Alongside the insurgence of people trawling the Internet for mindless, idiotic memes is an increase in individuals craving serious content and advice. Melbourne’s answer has been a series of long and short term institutions set up to give a bit of insight into life and living.
The School of Life was established in London by a disillusioned Alain de Botton after he felt that his experience of university sowed the seeds for job applications rather than inquisitive thought. The organisation was invited over by Small Giants and have been shacked up in Collingwood for the past month. Events sold out almost immediately and the program, which is set to run until the end of March, only has a few spaces left gleaming. Seminars give advice on vague but intriguing topics like How To Make Love Last, Have Better Conversations, Be Creative and Use Art As Therapy. The space consists of a mini lecture hall with paste-ups by Miso, a Readings book-store holding equally as insightful texts, a food van and outdoor cafe.
The School of Life hopes to bring people out of the tendency to chat only about the social minutia of their lives, expand their minds a little and question constantly. Perched on every table is a ‘conversation menu’ which encourages diners to ask each other questions like ‘at what age did you stop being a child?’. The School of Life’s neighbours, The Centre for Everything, seems like a similar concept until you read some of the event descriptions. Bat Talk, Night Soup and Romance took a group on Valentine’s Eve to the Yarra Bend, equipped with Anabat ultrasonic detectors, to listen to nightlife and nibble on bread and soup. If it were not for their quirky van-diagrams, we wouldn’t know how their themes fit together.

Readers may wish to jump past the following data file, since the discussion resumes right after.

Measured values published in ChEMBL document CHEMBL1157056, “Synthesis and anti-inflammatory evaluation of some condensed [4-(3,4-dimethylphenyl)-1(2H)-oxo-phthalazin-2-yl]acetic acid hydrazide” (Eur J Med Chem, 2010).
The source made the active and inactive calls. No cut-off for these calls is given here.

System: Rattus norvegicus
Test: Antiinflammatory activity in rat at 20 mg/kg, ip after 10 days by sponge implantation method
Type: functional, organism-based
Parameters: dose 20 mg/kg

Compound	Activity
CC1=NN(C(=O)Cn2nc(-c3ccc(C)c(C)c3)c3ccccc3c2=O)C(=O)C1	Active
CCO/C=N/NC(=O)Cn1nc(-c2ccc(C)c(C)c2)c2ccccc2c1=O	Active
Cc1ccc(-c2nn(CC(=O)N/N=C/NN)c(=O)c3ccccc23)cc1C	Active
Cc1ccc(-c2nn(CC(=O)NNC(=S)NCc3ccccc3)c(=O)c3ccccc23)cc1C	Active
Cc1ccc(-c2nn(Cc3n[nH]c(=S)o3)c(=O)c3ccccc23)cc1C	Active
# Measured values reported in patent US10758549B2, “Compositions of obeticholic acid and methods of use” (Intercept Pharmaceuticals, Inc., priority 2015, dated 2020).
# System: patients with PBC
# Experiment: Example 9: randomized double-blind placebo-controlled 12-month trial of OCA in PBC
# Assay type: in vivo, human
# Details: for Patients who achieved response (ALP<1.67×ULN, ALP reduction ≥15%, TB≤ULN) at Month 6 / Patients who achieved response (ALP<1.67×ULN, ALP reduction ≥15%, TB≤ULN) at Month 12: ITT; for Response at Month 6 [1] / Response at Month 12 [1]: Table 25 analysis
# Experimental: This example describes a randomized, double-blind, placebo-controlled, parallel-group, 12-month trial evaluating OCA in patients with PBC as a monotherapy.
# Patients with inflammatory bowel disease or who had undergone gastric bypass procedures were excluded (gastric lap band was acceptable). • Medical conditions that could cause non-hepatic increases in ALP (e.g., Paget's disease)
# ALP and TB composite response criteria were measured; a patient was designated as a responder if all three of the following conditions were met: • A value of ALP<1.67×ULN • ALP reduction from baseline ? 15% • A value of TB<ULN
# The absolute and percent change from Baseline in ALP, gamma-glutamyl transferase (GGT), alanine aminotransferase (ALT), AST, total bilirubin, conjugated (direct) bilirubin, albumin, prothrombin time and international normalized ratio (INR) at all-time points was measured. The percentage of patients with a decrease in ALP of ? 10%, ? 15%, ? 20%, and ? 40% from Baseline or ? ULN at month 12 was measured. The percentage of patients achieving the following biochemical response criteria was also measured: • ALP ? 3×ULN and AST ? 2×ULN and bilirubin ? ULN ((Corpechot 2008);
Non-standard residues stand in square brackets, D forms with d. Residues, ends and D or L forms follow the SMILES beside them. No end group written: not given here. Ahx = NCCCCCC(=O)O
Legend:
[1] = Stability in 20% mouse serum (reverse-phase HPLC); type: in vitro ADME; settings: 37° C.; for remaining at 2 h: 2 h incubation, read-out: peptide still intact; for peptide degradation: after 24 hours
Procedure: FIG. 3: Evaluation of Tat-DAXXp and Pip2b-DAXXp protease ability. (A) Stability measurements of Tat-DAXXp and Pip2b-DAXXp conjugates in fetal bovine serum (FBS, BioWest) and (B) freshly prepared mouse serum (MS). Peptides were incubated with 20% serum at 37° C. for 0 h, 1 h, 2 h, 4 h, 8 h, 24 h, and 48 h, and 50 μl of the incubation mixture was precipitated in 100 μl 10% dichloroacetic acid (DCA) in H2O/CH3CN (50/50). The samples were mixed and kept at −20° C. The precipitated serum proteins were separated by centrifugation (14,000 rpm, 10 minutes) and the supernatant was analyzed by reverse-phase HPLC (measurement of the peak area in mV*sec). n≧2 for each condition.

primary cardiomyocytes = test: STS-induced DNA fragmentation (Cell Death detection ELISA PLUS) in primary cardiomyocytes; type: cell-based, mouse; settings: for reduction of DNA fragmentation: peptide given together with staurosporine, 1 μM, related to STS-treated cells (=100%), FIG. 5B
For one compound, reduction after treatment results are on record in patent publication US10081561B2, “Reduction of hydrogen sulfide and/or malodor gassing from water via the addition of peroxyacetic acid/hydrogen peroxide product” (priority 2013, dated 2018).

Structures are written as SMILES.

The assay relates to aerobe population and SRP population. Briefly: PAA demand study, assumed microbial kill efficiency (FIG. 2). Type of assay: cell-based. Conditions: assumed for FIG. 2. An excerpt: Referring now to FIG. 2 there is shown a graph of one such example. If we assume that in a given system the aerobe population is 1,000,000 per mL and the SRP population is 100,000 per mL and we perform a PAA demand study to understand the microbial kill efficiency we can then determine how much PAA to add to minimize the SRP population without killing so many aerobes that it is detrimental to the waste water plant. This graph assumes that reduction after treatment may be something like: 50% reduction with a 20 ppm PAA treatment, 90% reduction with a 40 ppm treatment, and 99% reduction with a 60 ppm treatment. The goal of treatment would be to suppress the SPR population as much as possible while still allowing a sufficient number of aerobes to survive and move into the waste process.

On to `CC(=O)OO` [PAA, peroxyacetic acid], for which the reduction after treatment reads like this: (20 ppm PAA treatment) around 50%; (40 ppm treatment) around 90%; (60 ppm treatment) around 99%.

Another ongoing program celebrating one of Melbourne’s most adored assets is Laneway Learning. Some of their sold out workshops this month are: An Introduction To Raw Food, Money-Saving, Bicycle Maintenance and The Infinite Possibilities Of Modular Origami. Classes are run out of The People’s Market and Little Mule cafe in the city. They are also very cheap, run by members of the community and aim to help you build on an ability you never knew you had.
So despite the popular theory that Gen Y has no interest in getting involved or expanding their skills and minds, they’re the main supporters of a series of big ideas. Still, it is predominantly under 30’s filling seats and riding the undercurrent of academia that is beginning to surface.
The School of Life
$50-$100 for events and cheap books
Cnr of Oxford and Peel St, Collingwood
The Centre for Everything
Various locations around Collingwood and inner Melbourne
Prices starting from $12
Little Mule cafe, 19 Somerset Place, Melbourne
Photos by Hannah Bambra